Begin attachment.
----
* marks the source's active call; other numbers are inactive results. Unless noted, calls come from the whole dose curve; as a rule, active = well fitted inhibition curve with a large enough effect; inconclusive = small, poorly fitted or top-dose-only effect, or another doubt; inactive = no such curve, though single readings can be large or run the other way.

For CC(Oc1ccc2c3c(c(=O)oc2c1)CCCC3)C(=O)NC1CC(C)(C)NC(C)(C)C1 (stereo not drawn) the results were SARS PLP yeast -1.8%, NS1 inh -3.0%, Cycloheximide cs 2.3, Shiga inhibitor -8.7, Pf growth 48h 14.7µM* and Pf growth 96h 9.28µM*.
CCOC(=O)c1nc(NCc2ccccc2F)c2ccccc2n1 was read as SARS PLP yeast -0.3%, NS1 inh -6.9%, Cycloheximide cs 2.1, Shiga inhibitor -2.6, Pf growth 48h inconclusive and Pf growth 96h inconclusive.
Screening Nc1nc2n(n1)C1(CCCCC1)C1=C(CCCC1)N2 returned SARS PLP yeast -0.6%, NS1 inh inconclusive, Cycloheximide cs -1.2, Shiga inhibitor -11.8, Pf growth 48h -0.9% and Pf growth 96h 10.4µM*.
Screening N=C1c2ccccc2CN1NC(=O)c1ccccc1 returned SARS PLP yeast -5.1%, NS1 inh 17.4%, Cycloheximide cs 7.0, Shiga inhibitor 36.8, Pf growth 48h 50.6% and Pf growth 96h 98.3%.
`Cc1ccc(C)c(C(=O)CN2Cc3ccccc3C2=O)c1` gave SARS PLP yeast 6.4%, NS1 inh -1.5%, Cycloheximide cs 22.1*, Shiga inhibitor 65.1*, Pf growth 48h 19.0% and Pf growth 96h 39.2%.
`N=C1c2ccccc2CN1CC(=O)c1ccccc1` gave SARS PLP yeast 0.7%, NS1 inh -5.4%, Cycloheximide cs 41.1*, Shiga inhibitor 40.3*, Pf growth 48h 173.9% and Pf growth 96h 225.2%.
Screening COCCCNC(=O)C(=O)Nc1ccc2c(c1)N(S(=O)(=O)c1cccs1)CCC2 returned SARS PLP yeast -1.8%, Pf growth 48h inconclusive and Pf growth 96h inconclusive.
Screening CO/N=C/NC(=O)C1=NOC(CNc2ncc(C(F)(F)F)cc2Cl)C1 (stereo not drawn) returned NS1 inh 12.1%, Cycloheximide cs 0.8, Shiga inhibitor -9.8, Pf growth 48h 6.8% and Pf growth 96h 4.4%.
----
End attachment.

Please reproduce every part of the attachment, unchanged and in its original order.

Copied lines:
* marks the source's active call; other numbers are inactive results. Unless noted, calls come from the whole dose curve; as a rule, active = well fitted inhibition curve with a large enough effect; inconclusive = small, poorly fitted or top-dose-only effect, or another doubt; inactive = no such curve, though single readings can be large or run the other way.

For CC(Oc1ccc2c3c(c(=O)oc2c1)CCCC3)C(=O)NC1CC(C)(C)NC(C)(C)C1 (stereo not drawn) the results were SARS PLP yeast -1.8%, NS1 inh -3.0%, Cycloheximide cs 2.3, Shiga inhibitor -8.7, Pf growth 48h 14.7µM* and Pf growth 96h 9.28µM*.
CCOC(=O)c1nc(NCc2ccccc2F)c2ccccc2n1 was read as SARS PLP yeast -0.3%, NS1 inh -6.9%, Cycloheximide cs 2.1, Shiga inhibitor -2.6, Pf growth 48h inconclusive and Pf growth 96h inconclusive.
Screening Nc1nc2n(n1)C1(CCCCC1)C1=C(CCCC1)N2 returned SARS PLP yeast -0.6%, NS1 inh inconclusive, Cycloheximide cs -1.2, Shiga inhibitor -11.8, Pf growth 48h -0.9% and Pf growth 96h 10.4µM*.
Screening N=C1c2ccccc2CN1NC(=O)c1ccccc1 returned SARS PLP yeast -5.1%, NS1 inh 17.4%, Cycloheximide cs 7.0, Shiga inhibitor 36.8, Pf growth 48h 50.6% and Pf growth 96h 98.3%.
`Cc1ccc(C)c(C(=O)CN2Cc3ccccc3C2=O)c1` gave SARS PLP yeast 6.4%, NS1 inh -1.5%, Cycloheximide cs 22.1*, Shiga inhibitor 65.1*, Pf growth 48h 19.0% and Pf growth 96h 39.2%.
`N=C1c2ccccc2CN1CC(=O)c1ccccc1` gave SARS PLP yeast 0.7%, NS1 inh -5.4%, Cycloheximide cs 41.1*, Shiga inhibitor 40.3*, Pf growth 48h 173.9% and Pf growth 96h 225.2%.
Screening COCCCNC(=O)C(=O)Nc1ccc2c(c1)N(S(=O)(=O)c1cccs1)CCC2 returned SARS PLP yeast -1.8%, Pf growth 48h inconclusive and Pf growth 96h inconclusive.
Screening CO/N=C/NC(=O)C1=NOC(CNc2ncc(C(F)(F)F)cc2Cl)C1 (stereo not drawn) returned NS1 inh 12.1%, Cycloheximide cs 0.8, Shiga inhibitor -9.8, Pf growth 48h 6.8% and Pf growth 96h 4.4%.